The report of Reggie’s death got me to thinking.
Reggie was not only old, but he was an old-timer, having received a sentence of life-without-parole back in the 70s. He was never going to get out of prison. He passed into glory the other day.
I got to wondering what I would do, how I would behave, if I knew that I was going to spend the rest of my life behind bars, due to my own foolishness, without even a glimmer of hope.
My preacher friend Al used to say that if he ever got locked up for a crime he did not commit, he would be a “raging bull” in prison. But Reggie was guilty. He was contrite, but that makes little difference with a life sentence.
Seems to me like it would be quite easy to assume a pretty dark view of everything. To be angry at the world, as well as myself. To assume a pretty selfish attitude...my wishes and desires come first, to hell with anyone else. To reject any programs for self-improvement. What would be the point? Who could care? Who would know the difference?
We actually know people in prison who think like that. Back to Reggie again.
Reggie served as chairman of the National Lifers of America chapter in his prison...a post he had held for many years. And the time is past due that I pay tribute to the men and women who are members of and work in this organization. Formed back in the 80s, the NLA is a strong in-house advocacy agency. Most prisons have a chapter. These people communicate with legislators, the Governor’s office, and the Department of Corrections. They meet, they discuss, they take action...all the types of things that I wonder whether I might even consider if I were to end up in prison for life.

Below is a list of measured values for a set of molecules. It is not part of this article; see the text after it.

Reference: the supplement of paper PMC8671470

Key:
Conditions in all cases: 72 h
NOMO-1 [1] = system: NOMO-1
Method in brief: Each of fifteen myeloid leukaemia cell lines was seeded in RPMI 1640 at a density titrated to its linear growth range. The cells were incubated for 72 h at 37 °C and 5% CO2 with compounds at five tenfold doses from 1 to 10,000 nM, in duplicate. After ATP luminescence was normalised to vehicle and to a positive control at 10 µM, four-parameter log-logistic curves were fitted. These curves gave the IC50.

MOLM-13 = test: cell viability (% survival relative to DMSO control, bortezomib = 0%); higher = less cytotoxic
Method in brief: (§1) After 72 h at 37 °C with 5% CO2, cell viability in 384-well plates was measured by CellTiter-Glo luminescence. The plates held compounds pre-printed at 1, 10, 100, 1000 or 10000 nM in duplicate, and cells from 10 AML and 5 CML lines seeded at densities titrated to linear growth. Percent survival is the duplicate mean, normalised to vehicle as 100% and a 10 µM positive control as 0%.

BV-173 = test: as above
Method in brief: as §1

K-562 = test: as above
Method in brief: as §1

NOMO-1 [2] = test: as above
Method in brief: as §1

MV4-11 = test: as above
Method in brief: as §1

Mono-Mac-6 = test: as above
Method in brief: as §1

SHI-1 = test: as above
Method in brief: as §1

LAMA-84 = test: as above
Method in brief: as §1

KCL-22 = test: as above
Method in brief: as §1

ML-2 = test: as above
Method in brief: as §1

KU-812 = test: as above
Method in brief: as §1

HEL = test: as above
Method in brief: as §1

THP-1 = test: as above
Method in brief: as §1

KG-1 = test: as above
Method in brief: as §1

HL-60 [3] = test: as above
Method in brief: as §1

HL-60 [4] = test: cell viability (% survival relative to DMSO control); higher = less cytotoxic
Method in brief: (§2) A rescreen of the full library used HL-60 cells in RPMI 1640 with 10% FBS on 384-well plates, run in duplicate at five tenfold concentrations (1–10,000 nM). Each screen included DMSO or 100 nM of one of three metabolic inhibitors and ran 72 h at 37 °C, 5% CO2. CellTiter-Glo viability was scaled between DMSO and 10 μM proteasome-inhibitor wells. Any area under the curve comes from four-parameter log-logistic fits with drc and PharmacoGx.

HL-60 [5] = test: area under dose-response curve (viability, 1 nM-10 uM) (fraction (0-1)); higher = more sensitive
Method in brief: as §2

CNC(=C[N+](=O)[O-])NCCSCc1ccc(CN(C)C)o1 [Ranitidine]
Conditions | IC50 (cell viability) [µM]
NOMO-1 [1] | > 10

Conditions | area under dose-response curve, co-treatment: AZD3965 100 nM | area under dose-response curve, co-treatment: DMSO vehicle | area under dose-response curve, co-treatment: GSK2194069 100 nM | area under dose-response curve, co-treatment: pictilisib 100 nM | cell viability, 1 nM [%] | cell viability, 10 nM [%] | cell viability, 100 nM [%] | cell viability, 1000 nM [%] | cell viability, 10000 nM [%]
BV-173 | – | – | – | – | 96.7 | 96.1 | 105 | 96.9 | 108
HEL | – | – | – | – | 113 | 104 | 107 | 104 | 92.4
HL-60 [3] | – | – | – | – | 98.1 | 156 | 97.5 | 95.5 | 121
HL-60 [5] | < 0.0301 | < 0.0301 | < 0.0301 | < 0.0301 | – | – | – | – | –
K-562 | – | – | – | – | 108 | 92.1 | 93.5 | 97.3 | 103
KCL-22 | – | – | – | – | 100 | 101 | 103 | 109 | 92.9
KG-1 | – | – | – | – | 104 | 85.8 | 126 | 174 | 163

I’ve had personal experience with this organization. They’ve invited me to come and speak. I was even invited to sit in on an NLA Board of Directors meeting. I was so impressed!
The NLA members destroy the typical stigmatized impressions that go through our minds about a rowdy, scary, scruffy bunch of heathens. If you didn’t see their prison blues, and feel the ominous staring of guards, the atmosphere of intelligent discourse and of kindness and consideration would seem much like that in civic or church meetings. Perhaps even better. Their goals reach beyond their personal plight. They are thinking of others.
A rich lesson, important reminder, for all of us,...especially right now.
Reminds me of these words in an old gospel song:
Lord, help me live from day to day
In such a self-forgetful way
That even when I kneel to pray
My prayer shall be for others.
RIP, Reggie. Bless you and your NLA friends for thinking of “others!”